Licensing Issue


We currently have bitkeeper installed on a host where it’s true that the license has expired, in some sense. Rather than possibly damage the existing installation, I’d like to clone all of its repos to a different host. The latter has an instance of bk installed: bk-6.1.3 20150310145524 for x86-glibc213-linux.

What steps should I take to get that 6.1.3 installation to bk-7.3.2 for x86_64-glibc223-linux ?

On the old instance:

1035      2647  0.0  0.0  12208  1252 ?        Ss   Sep01   0:16 bk bkd -D -l/var/local/bitkeeper/log/system.log -P/var/local/bitkeeper/run/pid.system -d -p5562 -xcd -xpush
 -P/var/local/bitkeeper/run/pid.system-alpha -d -p5563 -xcd -xpush
 -P/var/local/bitkeeper/run/pid.eng-dev.d -d -p5546 -C -xpush
997       2662  0.0  0.0   5876  1016 ?        Ss   Sep01   0:03 bk bkd -D -l/var/local/bitkeeper/log/client-dev.d.log -P/var/local/bitkeeper/run/pid.client-dev.d -d -p5547 -C -xpush

So, it seems to be listening on 5562, 5563, 5546, 5547. My plan was to get the 2nd instance up to , then run the following, against each of those ports:

bk clone -sALL

I’ve instructions on installing a fresh copy of 7.3.2, but I wasn’t sure if those would apply, where what is essentially an upgrade is concerned.



If the license has expired on the old machine, then running a ‘bk clone’ isn’t going to work since bk-6.1.3 on the old machine won’t have a license to read the data.

I would suggest you install bk on the new machine and then use rsync to copy over all of the repositories. Then you can use the same script to start the bkd’s on the new machine to make them accessible.

For validation, I suggest running ‘bk repocheck’ on each repository on the new machine to make sure it is able to read and parse all of them.

If you do want to run ‘bk clone’ then I suggest adding --upgrade to make sure they get rewritten using the latest repository format.

Ok, when you speak of running rsync, I’m not sure exactly what you mean. I know the command, but are there particular options that I should use? Which folders on the old host should I target?

The host that I’m looking to move the repos to already has bk installed. It’s on 6.1.3. How do I go about getting it to bk-7.3.2 for x86_64-glibc223-linux ?

Oh, and based on that “ps” output, I looked at “/var/local/bitkeeper”:

hutz:/var/local/bitkeeper# ls
log repositories.20041101.30465 repositories.20060807.2242
repositories repositories.20041213.31555 repositories.20080604.833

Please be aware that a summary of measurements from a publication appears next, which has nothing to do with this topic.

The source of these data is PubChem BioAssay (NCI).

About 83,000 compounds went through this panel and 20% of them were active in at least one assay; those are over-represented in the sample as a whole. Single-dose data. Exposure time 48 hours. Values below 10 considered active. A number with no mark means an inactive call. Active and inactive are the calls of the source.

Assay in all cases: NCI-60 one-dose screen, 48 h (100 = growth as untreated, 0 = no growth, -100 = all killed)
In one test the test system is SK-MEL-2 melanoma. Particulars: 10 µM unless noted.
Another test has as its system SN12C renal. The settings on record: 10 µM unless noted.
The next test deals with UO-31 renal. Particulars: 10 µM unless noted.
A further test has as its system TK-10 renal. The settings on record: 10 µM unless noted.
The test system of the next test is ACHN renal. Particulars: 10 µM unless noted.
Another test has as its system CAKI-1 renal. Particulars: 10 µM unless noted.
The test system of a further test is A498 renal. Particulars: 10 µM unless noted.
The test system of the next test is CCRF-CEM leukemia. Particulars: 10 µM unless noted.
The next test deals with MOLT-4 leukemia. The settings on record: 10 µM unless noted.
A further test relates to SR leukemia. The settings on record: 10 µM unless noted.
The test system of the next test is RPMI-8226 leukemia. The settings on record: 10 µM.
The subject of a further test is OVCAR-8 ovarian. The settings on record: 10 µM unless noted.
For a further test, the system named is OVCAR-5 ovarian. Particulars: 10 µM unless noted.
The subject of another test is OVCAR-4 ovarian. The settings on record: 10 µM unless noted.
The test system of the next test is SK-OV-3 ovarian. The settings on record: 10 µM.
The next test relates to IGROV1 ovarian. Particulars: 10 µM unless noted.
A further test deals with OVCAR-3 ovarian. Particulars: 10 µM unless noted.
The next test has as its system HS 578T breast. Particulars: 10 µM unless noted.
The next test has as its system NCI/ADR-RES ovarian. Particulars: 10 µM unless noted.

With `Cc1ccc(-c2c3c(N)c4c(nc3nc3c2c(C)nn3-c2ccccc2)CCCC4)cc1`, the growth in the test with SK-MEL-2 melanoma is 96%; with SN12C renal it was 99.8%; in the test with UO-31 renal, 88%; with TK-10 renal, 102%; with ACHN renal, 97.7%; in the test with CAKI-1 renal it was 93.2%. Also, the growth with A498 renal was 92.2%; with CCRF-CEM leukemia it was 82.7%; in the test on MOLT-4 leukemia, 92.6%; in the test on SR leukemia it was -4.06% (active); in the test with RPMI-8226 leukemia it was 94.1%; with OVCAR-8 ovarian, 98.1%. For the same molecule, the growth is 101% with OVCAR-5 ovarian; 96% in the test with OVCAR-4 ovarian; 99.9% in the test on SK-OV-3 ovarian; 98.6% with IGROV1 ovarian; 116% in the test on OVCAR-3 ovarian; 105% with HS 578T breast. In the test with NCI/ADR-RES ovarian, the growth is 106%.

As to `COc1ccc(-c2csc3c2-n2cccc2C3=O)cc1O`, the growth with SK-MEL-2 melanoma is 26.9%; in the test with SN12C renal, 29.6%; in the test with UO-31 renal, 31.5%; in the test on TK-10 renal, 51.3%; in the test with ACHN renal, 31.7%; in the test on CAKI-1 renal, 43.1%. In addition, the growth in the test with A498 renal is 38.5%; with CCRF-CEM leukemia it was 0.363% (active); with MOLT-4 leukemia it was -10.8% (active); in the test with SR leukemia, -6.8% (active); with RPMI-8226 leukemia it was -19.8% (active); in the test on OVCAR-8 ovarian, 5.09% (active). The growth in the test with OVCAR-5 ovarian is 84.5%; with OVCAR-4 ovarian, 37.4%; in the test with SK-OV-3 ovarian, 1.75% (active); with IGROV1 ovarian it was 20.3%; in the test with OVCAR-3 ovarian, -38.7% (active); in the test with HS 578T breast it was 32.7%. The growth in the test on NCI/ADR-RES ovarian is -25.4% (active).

repositories~ repositories.20050110.8602 repositories.20110321.6136
repositories.20040601.17750 repositories.20050126.28481 repositories.20110321.7436
repositories.20040624.12699 repositories.20050225.966 repositories.20130222.24203
repositories.20041020.10517 repositories.20050301.27317 run
repositories.20041020.23563 repositories.20050308.2418

hutz:/var/local/bitkeeper# ls -al run/
total 40
drwxrwxrwx 2 root staff 4096 2017-09-01 09:16 .
drwxr-xr-x 4 root staff 4096 2013-02-22 16:03 …
-rw-rw-r-- 1 bkd-client-dev bkd 5 2017-10-25 12:46 pid.client-dev.d
-rw-rw-r-- 1 bkd-eng-dev bkd 5 2017-10-25 12:46 pid.eng-dev.d
-rw-rw-r-- 1 bkd-libproduct-common-0-11 bkd 5 2013-02-22 11:58 pid.libproduct-common-0.11
-rw-rw-r-- 1 bkd-product-stable bkd 5 2013-02-22 11:58 pid.product-1.6
-rw-rw-r-- 1 bkd-product-dev bkd 5 2013-02-22 11:58 pid.product-1.7
-rw-rw-r-- 1 bkd-product-rngl-0-1 bkd 5 2013-02-22 11:58 pid.product-rngl-0.1
-rw-rw-r-- 1 bkd-system bkd 5 2017-10-25 12:46 pid.system
-rw-rw-r-- 1 bkd-system-alpha bkd 5 2017-10-25 12:46 pid.system-alpha

Perhaps I just should have said: copy the data from the old machine to the new one. I would use rsync to do that copy.

rsync -av oldmachine:/path /path-on-new

That machine probably has a /etc/init.d/bitkeeper init script that starts the bkds. It reads the /var/local/bitkeeper/repositories file to see which bkd’s to start and puts the pids in ‘run’.

If you have a link that points to complete instructions for getting bk-7.3.2 installed, could you send that over, please? I’m still wondering if the installer will simply overwrite the version that’s there on the new host, if one or more processes need to be stopped, ahead of running the installer, etc.

Install instructions are linked from the download page.

Without X you probably just want:

OLDBIN=`bk bin`
rm -rf $OLDBIN
./bk-7.3.2-x86-glibc219-linux.bin $OLDBIN

(or something similar)

And yeah you will need to kill and restart the bkd’s. The man pages for that are here:

Where you wrote “Install instructions are linked from the download page”, I’m afraid this didn’t really make sense to me. I see nothing that looks to be that link, any where on the current page (Licensing Issue)

Another concern has come up for me, also. A number of our hosts (including the one that I’m looking to move the bk data and instance to… let’s call it “targethost”) are running nfsroot-based setups. For example (this is from targethost):

df -h | grep ‘/usr’

/dev/sda5 94G 12G 82G 13% /usr/local

While “/” is nfsrooted:
192.xx.yy.zz:/home/nfsroot/wheezy 120G 32G 88G 27% /

On all hosts:

which bk


So, my concern is that upgrading bk on targethost will make it such that users of other hosts (who also have their “/usr” sitting on 192.xx.yy.zz:/home/nfsroot/wheezy) will suddenly start trying to hit bk-6.1.3 data with a bk-7.3.2 binary.

Does this make sense? Is 7.3.2 backward compatible to the extent that it will make this a non-issue?